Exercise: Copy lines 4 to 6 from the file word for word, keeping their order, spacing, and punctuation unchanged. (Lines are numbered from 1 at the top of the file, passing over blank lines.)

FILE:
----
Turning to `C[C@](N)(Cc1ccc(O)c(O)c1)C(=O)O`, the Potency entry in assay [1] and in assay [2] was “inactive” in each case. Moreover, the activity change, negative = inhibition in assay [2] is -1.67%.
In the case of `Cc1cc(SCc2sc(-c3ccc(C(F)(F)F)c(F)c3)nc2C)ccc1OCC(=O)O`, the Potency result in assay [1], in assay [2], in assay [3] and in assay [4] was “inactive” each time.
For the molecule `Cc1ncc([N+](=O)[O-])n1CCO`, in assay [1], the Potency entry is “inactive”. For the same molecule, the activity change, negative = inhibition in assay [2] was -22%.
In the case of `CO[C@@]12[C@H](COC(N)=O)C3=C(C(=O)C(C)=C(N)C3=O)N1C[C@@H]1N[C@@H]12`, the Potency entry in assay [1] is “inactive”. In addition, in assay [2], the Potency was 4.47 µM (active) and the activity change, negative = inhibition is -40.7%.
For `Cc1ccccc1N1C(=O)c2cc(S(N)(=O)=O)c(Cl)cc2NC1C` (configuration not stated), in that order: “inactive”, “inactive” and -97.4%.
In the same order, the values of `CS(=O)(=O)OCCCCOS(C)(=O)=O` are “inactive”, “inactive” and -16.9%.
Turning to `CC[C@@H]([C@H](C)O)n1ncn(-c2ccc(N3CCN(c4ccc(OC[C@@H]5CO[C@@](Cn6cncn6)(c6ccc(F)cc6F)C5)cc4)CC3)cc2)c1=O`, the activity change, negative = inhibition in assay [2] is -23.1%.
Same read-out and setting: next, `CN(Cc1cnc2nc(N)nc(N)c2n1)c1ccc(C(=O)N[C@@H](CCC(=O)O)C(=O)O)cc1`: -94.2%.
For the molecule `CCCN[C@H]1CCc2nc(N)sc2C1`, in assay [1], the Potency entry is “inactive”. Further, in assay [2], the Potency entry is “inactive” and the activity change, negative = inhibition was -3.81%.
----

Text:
In the case of `CO[C@@]12[C@H](COC(N)=O)C3=C(C(=O)C(C)=C(N)C3=O)N1C[C@@H]1N[C@@H]12`, the Potency entry in assay [1] is “inactive”. In addition, in assay [2], the Potency was 4.47 µM (active) and the activity change, negative = inhibition is -40.7%.
For `Cc1ccccc1N1C(=O)c2cc(S(N)(=O)=O)c(Cl)cc2NC1C` (configuration not stated), in that order: “inactive”, “inactive” and -97.4%.
In the same order, the values of `CS(=O)(=O)OCCCCOS(C)(=O)=O` are “inactive”, “inactive” and -16.9%.